Active Video Games Do Not Promote Negative Energy BalanceTuesday, March 24, 2015
Unfortunately, judging by a randomised-controlled trial by Aidon Gribbon and colleagues from the University of Ottawa, published in the American Journal of Clinical Nutrition, this remains but a dream.
For this study, 26 male adolescents were randomised to three 1-hour sessions of rest, seated video game and an active video game. This was each followed by an ad libitum lunch. The researchers also asked the subjects to complete dietary records for another 3 days
Energy expenditure was measured by using portable indirect calorimetry throughout each experimental condition, and an accelerometer was used to assess the subsequent 3-d period.
Although energy expenditure (as measured by indirect calorimetry) was significantly higher during the active game, there was no significant differences in energy balance at 24hrs or 3 days after the end of the game (no surprise here).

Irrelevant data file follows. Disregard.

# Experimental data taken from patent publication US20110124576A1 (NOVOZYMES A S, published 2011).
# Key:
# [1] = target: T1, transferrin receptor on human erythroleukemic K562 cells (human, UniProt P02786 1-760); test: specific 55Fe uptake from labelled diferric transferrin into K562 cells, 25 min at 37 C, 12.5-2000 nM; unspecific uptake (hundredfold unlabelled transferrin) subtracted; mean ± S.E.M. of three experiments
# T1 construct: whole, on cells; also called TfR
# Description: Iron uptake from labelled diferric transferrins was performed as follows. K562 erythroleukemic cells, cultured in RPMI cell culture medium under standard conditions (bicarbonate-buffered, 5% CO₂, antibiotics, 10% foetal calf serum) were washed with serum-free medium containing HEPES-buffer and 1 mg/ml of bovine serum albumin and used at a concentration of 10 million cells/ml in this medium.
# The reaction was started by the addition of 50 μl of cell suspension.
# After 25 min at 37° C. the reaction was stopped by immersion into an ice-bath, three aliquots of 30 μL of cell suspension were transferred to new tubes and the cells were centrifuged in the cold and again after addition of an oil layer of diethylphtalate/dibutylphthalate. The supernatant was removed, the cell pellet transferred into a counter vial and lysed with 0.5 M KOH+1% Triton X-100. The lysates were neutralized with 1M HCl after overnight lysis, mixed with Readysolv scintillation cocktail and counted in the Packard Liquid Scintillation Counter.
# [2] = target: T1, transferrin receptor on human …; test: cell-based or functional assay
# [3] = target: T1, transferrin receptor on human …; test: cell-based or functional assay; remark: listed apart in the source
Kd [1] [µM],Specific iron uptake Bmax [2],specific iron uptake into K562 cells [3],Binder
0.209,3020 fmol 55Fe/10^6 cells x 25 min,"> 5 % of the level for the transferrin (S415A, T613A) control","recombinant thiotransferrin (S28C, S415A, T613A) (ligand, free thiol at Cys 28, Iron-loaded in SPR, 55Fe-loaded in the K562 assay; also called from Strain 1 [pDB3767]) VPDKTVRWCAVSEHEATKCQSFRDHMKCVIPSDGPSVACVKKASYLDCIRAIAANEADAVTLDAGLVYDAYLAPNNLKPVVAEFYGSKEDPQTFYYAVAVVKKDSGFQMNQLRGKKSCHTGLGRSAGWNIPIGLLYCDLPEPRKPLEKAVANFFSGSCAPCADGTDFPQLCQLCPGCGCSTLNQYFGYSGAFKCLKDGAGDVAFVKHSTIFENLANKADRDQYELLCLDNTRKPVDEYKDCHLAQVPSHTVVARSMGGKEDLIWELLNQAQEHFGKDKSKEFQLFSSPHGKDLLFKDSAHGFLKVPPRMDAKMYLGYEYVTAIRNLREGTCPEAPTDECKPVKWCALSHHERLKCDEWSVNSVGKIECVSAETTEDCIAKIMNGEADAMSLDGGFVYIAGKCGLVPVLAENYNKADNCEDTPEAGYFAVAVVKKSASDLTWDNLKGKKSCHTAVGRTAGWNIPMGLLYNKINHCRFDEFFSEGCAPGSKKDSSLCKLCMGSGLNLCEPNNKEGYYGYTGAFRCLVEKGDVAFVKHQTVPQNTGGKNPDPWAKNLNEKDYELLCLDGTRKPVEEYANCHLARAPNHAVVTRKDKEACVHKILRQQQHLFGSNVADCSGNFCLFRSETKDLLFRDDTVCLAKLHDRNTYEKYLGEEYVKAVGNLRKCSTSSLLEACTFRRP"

Thus, while the researchers did not see any change in appetite or food intake after the active game, they also found no difference in energy balance after 24 hrs.
Thus, the energy expended during the game was apparently fully compensated for, suggesting that active gaming may have a rather modest (if any) effect on energy balance.
As to exactly how this compensation happens – the researchers attribute this to the:
“compensatory adaptation in spontaneous physical activity occurs subsequent to playing Kinect, resulting in no significant differences in net energy expenditure over the course of 24 h. This compensation in PAEE after engaging in AVGs is consistent with results from exercise trials that showed that individuals tend to compensate for physical activity interventions by decreasing subsequent spontaneous physical activity levels”
On a positive note, the authors also did not see an expected increase in caloric intake after the games.
Whether or not active video gaming over time may lead to different effects remains to be seen.